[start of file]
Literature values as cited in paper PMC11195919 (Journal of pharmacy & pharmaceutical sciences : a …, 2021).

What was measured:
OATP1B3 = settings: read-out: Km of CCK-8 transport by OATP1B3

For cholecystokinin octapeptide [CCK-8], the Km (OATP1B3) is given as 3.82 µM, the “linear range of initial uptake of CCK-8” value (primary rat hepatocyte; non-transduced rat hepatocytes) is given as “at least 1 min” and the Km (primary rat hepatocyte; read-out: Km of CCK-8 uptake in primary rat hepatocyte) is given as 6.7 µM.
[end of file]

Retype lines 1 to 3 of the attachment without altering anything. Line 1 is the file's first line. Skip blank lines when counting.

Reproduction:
Literature values as cited in paper PMC11195919 (Journal of pharmacy & pharmaceutical sciences : a …, 2021).

What was measured:
OATP1B3 = settings: read-out: Km of CCK-8 transport by OATP1B3